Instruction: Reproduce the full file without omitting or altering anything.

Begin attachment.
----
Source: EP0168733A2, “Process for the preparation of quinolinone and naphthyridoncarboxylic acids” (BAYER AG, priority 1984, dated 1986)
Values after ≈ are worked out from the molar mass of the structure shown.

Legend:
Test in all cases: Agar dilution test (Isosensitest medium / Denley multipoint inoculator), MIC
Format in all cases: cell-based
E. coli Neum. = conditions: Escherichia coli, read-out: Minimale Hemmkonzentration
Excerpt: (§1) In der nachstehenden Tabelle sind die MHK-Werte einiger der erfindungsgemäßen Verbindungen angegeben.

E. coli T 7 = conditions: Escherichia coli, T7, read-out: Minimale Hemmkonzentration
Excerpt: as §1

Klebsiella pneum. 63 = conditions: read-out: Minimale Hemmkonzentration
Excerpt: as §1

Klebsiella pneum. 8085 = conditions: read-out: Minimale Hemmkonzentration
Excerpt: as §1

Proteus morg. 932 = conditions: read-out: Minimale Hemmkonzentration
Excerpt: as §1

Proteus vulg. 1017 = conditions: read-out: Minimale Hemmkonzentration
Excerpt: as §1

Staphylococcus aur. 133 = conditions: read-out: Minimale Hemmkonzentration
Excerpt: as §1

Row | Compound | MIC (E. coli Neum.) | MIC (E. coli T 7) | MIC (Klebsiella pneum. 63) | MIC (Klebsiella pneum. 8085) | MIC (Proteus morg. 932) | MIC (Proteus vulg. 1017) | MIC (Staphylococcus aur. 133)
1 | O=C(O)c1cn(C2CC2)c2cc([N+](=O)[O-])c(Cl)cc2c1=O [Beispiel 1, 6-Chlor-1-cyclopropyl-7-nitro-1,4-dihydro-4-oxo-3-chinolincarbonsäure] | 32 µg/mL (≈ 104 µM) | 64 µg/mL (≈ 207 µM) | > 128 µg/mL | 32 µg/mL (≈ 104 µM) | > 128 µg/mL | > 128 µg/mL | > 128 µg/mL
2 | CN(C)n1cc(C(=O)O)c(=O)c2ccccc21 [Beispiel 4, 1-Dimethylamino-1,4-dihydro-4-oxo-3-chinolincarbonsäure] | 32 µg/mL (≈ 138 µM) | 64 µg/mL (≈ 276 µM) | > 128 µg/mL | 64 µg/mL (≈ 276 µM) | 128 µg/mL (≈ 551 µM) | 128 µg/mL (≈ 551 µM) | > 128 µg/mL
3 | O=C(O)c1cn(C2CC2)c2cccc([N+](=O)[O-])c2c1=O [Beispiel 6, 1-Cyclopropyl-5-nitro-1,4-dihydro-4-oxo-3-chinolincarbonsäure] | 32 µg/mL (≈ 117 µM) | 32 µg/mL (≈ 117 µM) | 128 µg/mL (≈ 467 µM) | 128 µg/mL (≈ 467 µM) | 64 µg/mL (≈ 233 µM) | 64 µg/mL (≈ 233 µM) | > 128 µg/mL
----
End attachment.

Source: EP0168733A2, “Process for the preparation of quinolinone and naphthyridoncarboxylic acids” (BAYER AG, priority 1984, dated 1986)
Values after ≈ are worked out from the molar mass of the structure shown.

Legend:
Test in all cases: Agar dilution test (Isosensitest medium / Denley multipoint inoculator), MIC
Format in all cases: cell-based
E. coli Neum. = conditions: Escherichia coli, read-out: Minimale Hemmkonzentration
Excerpt: (§1) In der nachstehenden Tabelle sind die MHK-Werte einiger der erfindungsgemäßen Verbindungen angegeben.

E. coli T 7 = conditions: Escherichia coli, T7, read-out: Minimale Hemmkonzentration
Excerpt: as §1

Klebsiella pneum. 63 = conditions: read-out: Minimale Hemmkonzentration
Excerpt: as §1

Klebsiella pneum. 8085 = conditions: read-out: Minimale Hemmkonzentration
Excerpt: as §1

Proteus morg. 932 = conditions: read-out: Minimale Hemmkonzentration
Excerpt: as §1

Proteus vulg. 1017 = conditions: read-out: Minimale Hemmkonzentration
Excerpt: as §1

Staphylococcus aur. 133 = conditions: read-out: Minimale Hemmkonzentration
Excerpt: as §1

Row | Compound | MIC (E. coli Neum.) | MIC (E. coli T 7) | MIC (Klebsiella pneum. 63) | MIC (Klebsiella pneum. 8085) | MIC (Proteus morg. 932) | MIC (Proteus vulg. 1017) | MIC (Staphylococcus aur. 133)
1 | O=C(O)c1cn(C2CC2)c2cc([N+](=O)[O-])c(Cl)cc2c1=O [Beispiel 1, 6-Chlor-1-cyclopropyl-7-nitro-1,4-dihydro-4-oxo-3-chinolincarbonsäure] | 32 µg/mL (≈ 104 µM) | 64 µg/mL (≈ 207 µM) | > 128 µg/mL | 32 µg/mL (≈ 104 µM) | > 128 µg/mL | > 128 µg/mL | > 128 µg/mL
2 | CN(C)n1cc(C(=O)O)c(=O)c2ccccc21 [Beispiel 4, 1-Dimethylamino-1,4-dihydro-4-oxo-3-chinolincarbonsäure] | 32 µg/mL (≈ 138 µM) | 64 µg/mL (≈ 276 µM) | > 128 µg/mL | 64 µg/mL (≈ 276 µM) | 128 µg/mL (≈ 551 µM) | 128 µg/mL (≈ 551 µM) | > 128 µg/mL
3 | O=C(O)c1cn(C2CC2)c2cccc([N+](=O)[O-])c2c1=O [Beispiel 6, 1-Cyclopropyl-5-nitro-1,4-dihydro-4-oxo-3-chinolincarbonsäure] | 32 µg/mL (≈ 117 µM) | 32 µg/mL (≈ 117 µM) | 128 µg/mL (≈ 467 µM) | 128 µg/mL (≈ 467 µM) | 64 µg/mL (≈ 233 µM) | 64 µg/mL (≈ 233 µM) | > 128 µg/mL